There are a couple of fixes that can be used to get around this issue.

One option, which was used prior to ASA version 8.2(2) was to raise the limit of the DNS message size limit, this works however it may also allow malformed / non-DNS packets to make it through. This solution can be implemented by using something similar to the below:

policy-map type inspect dns preset_dns_map
  message-length maximum 4096

The other solution and the one recommended is to use the below command that was added in ASA version 8.2(2):

policy-map type inspect dns preset_dns_map
  message-length maximum client auto
  message-length maximum 512

When using this second solution the message-length maximum client auto command allows the ASA to inspect the DNS packet to see if the query contains the EDNS0 extension and if so raises the limit to that of the size field in the EDNS0 option. At the same time the message-length maximum 512 command ensures that legacy DNS queries do not go over the 512-byte limit.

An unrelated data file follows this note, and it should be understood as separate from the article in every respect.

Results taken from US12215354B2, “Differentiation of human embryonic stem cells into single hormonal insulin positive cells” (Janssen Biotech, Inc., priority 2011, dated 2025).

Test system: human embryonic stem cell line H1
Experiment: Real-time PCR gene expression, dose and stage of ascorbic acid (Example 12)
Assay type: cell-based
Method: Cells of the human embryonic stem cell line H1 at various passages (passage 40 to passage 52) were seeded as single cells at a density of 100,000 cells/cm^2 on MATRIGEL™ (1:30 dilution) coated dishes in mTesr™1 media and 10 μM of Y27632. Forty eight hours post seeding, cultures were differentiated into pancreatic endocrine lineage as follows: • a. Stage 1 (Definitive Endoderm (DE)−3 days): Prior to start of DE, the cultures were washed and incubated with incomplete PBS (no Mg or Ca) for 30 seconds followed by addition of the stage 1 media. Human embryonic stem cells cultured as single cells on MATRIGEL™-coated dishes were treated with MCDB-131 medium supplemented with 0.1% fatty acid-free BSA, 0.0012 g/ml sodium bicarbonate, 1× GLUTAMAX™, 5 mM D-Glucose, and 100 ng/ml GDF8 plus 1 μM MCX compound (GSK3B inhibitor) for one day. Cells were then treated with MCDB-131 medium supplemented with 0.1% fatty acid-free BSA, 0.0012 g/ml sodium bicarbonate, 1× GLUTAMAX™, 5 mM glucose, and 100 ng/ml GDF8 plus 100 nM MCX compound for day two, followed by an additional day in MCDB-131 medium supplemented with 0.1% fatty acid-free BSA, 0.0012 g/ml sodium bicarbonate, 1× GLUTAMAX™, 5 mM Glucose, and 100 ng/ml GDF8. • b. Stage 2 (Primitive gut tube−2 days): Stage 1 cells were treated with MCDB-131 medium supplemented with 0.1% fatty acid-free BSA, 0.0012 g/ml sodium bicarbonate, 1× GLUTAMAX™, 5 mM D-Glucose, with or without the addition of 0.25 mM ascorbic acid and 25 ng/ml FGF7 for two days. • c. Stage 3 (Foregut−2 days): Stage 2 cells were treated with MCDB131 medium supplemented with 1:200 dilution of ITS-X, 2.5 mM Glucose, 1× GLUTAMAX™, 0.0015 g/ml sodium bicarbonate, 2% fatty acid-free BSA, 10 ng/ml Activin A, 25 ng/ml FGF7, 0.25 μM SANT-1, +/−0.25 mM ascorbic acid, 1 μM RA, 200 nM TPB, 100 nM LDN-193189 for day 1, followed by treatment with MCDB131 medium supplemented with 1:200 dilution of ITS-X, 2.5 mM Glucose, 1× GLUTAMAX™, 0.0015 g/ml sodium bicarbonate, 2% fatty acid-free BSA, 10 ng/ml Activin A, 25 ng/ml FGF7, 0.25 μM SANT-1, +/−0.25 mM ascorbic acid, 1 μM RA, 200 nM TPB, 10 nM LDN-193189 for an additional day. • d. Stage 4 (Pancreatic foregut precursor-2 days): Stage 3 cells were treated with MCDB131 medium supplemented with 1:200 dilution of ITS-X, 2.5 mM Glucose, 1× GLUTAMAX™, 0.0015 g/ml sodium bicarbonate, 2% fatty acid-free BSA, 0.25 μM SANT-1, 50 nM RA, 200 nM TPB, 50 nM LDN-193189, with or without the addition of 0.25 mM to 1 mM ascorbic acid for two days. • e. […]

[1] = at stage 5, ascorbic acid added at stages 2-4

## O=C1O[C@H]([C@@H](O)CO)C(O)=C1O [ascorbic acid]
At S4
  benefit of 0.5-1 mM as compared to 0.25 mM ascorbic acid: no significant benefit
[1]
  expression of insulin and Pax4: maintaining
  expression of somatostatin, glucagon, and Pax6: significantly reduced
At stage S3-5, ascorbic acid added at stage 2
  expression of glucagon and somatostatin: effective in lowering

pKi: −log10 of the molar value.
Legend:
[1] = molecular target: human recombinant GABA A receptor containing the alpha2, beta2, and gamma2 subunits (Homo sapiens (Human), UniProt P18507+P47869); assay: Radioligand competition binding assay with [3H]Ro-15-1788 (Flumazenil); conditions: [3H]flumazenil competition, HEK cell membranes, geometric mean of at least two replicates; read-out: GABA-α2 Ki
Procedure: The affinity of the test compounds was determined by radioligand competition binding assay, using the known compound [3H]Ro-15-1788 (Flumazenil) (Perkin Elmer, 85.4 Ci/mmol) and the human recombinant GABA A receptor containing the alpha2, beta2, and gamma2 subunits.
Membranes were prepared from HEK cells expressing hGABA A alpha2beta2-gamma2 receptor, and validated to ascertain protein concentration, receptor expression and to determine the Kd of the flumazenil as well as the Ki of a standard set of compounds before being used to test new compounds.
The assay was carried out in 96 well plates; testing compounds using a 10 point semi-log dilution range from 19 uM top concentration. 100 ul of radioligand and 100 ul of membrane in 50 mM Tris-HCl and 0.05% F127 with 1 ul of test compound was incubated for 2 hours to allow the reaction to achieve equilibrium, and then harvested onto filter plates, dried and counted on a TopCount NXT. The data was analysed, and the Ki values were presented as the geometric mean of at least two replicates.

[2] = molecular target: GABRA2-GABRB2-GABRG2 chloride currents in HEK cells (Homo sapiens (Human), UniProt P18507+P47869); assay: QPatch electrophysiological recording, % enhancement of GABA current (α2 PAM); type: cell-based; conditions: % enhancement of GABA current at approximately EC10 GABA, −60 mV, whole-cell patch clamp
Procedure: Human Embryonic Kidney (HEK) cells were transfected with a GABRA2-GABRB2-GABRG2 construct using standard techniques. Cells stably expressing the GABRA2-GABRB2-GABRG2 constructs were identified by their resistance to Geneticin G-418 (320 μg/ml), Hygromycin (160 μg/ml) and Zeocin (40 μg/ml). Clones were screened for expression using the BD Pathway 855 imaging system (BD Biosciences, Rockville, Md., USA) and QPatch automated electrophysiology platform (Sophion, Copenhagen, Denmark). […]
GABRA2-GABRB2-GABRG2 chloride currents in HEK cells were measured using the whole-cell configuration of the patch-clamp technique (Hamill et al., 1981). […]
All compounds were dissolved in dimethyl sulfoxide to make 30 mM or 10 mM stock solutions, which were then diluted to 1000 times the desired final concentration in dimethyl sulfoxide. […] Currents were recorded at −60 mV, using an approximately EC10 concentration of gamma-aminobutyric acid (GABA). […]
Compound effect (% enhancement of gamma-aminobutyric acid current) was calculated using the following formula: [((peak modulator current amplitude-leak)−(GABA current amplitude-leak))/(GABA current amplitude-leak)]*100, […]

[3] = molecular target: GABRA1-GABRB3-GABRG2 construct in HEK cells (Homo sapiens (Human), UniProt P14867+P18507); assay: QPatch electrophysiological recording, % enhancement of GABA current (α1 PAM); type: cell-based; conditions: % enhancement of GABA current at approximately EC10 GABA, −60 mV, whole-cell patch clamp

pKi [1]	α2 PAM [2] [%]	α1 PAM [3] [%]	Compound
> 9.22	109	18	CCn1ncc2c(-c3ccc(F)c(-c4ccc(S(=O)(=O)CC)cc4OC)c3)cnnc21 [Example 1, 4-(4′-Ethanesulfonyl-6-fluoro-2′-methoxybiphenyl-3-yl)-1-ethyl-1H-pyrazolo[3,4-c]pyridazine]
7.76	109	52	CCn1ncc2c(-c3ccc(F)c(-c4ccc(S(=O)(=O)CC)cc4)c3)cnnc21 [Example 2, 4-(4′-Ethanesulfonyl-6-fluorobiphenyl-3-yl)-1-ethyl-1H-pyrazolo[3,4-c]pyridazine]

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CCIE Lab… round two!

Well my seat and travel etc is all booked for my second attempt at the R&S lab.

I’ll be sitting the exam at the start of January (7th Jan) as this was the soonest seat they had (I checked on the Monday after my first attempt). I had wanted to try and get in there a little sooner as I felt I was ready but it seems that the whole of December was blocked solid!

This time around I will do much of the same yet more, I will be using the INE TS labs (hopefully more will be coming out soon), reading RFC’s, labbing things out and maybe some more the INE Vol1 labs as well.

My main weakness on my first attempt was not so much the core subjects which are covered in the Vol3 labs but more the periphery subjects that perhaps you don’t use all that much such as DHCP security (an example, not breaking NDA) or crash dumps. I will be focusing more on things like this for my next attempt to try and make sure I have a good rounded knowledge.

CCIE Lab attempt number one? FAIL!

Well last week I went over to Brussels to take my first lab attempt.